WASHINGTON, D.C. – The Department of Labor announced today that it’s opened an investigation into workplace irregularities which could cause some major changes in corporate America.
At the center of the investigation is the question on whether an individual working in an office where the dress code is business oriented can maintain a professional attitude while wearing denim at work.
For years, denim has carried a stigma which invites a more casual demeanor in the office. As members of Generation X begin to climb the corporate ladder, trends have been identified in the last decade which point to more relaxed dress codes in the office. Whereas their Baby Boomer parents had to wear more professional attire such as a coat and tie or a dress, today’s thirty and forty somethings find themselves wearing nothing more than professional casual attire on Monday through Thursday, and then denim on Friday. Although denim is allowed on Friday, dress shoes and appropriate tops are still required.
Fridays don’t seem to be the only day to wear denim anymore. Companies nationwide are finding a tradeoff in order to allow their employees wear denim. They run campaigns to literally sell days in which an employee can wear denim. The tradeoff is that the proceeds from the purchased denim day is given to a local charity.
As much as the advent of more denim days in the office signals a sign of the times, there are those who feel that denim is non-conducive to a professional attitude. Taking a line from Billy Crystal’s portrayal of Fernando Llamas, “You’ve got to look good to feel good.” In the same sense, employers and their human resource departments are taking the stand that you have to look professional to be professional.
Thus, the investigation by the Department of Labor.
In the last month alone, reports from 15 different states have overloaded the switchboards at the DOL in Washington, D.C. reporting instances of employees wearing denim on a regular business day have maintained the highest level of professionalism coupled with the utmost of respect for both internal and external clients. In some of those cases, it was reported the denim wearing employee was also sporting running shoes.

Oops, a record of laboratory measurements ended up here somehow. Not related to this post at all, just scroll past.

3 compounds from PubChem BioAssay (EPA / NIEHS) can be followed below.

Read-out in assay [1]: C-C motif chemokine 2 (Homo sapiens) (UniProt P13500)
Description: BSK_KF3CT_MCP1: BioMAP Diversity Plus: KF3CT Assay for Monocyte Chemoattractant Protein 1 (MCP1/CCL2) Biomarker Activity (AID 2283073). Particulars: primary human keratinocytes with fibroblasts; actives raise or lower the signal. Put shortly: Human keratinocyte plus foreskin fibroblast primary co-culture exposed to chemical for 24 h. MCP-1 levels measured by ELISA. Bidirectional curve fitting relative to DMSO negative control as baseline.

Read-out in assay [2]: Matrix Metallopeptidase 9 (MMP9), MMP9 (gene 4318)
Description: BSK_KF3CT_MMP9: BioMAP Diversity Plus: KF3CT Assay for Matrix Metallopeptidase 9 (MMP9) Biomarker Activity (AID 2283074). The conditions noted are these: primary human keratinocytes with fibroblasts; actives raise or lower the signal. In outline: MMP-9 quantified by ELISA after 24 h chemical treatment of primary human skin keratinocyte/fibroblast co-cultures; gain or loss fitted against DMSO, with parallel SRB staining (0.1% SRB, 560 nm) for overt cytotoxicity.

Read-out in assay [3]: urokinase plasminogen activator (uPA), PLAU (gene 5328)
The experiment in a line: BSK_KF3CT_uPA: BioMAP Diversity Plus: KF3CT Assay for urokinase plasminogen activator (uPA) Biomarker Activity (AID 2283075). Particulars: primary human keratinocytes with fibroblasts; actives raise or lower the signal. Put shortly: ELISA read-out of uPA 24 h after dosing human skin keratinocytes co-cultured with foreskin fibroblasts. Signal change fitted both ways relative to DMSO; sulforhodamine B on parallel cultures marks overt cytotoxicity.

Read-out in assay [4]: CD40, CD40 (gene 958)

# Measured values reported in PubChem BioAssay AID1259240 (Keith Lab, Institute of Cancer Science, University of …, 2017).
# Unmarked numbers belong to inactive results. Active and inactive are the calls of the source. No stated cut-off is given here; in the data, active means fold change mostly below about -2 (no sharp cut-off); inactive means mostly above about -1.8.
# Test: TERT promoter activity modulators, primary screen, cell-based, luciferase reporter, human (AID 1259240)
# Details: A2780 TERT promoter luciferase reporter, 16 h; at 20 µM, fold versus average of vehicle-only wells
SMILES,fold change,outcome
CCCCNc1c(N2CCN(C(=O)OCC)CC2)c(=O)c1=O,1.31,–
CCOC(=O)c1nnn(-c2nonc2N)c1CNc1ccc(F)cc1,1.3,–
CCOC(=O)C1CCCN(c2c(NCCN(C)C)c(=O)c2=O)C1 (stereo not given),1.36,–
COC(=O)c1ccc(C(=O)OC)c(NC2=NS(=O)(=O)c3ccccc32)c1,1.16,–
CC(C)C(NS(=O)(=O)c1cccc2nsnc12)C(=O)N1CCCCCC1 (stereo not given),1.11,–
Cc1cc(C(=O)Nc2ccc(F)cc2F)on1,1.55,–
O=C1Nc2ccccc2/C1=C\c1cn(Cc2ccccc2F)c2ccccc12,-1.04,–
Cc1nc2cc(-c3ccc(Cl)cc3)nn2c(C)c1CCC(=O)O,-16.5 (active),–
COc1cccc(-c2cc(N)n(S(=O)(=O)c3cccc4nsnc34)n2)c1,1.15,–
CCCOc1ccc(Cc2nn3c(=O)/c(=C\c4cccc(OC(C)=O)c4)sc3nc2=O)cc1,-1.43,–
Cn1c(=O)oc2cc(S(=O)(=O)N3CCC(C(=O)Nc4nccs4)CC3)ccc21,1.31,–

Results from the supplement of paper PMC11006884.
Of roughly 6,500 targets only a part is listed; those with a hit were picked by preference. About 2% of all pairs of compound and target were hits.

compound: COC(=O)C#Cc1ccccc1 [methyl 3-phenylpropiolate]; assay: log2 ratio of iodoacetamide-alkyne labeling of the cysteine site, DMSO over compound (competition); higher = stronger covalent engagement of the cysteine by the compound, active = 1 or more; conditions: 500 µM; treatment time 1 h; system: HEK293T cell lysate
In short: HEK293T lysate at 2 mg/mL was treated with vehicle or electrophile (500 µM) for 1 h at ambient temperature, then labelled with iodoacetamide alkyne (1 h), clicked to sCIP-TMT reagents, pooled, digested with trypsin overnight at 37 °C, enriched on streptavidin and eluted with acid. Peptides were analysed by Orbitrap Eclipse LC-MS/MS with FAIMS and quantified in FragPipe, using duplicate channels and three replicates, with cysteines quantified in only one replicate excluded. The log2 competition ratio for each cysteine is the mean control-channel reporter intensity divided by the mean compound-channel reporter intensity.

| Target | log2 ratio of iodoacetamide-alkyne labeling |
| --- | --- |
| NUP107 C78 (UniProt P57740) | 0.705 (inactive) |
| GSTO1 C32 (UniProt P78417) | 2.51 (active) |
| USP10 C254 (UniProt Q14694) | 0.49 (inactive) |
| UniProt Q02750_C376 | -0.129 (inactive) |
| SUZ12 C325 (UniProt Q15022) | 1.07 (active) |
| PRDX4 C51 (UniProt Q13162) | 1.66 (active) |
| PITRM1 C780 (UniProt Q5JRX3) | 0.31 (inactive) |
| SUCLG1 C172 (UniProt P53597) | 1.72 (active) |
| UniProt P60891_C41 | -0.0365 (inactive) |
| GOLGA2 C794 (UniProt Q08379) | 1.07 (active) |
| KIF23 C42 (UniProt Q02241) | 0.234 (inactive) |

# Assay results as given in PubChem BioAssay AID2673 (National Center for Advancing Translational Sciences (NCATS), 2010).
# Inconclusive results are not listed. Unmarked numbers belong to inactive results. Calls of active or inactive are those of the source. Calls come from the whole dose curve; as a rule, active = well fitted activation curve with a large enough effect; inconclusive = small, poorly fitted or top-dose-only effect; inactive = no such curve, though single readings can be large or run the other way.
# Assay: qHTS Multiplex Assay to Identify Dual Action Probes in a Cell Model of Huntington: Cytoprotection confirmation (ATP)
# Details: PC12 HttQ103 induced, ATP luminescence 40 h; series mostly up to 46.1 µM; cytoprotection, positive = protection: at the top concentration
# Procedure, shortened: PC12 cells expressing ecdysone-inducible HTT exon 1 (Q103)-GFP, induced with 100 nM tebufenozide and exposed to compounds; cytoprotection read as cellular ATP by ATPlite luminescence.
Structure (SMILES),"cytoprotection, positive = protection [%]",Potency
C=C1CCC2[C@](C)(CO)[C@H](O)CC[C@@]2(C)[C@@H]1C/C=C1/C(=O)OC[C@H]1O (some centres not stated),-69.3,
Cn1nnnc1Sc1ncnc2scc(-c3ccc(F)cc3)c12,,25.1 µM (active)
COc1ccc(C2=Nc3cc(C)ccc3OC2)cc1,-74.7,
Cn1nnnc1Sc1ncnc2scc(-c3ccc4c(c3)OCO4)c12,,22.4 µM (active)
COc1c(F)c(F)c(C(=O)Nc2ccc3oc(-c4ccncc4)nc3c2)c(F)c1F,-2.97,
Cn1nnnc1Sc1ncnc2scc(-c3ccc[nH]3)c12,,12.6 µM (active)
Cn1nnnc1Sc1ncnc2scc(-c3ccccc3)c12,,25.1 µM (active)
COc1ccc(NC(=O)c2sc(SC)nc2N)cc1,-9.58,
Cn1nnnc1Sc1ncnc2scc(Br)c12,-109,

The premise that attire doesn’t always affect the quality of work is a threatening one for corporate America. As long as there has been business to do, the established mindset is for those in the business world to dress the part. If the DOL investigation finds that a paradigm shift has taken place and that professional attire is no longer necessary in the business world, changes could be on order.
The first set of changes would come through the issuance of dress code guidelines for business by the DOL. Corporate America for the most part could adhere to the guidelines under threat of potential fines or Congressional hearings. There would also be an expected percentage of companies who would resist the DOL and continue to enforce a no-denim policy among their staff.
These companies would subsequently be demonized in the media by denim advocates, Congress and possibly by the White House. Legislation could be signed into law mandating that businesses provide a variety of dress code options to their employees. Businesses would also be required to provide clothing vouchers to their employees in order to help defer the individual cost of buying a wardrobe consistent with the DOL mandate.
In the end, it will be a Supreme Court decision or a change in Congress or the White House which will ultimately decide whether the government has the right to dictate dress codes to Corporate America.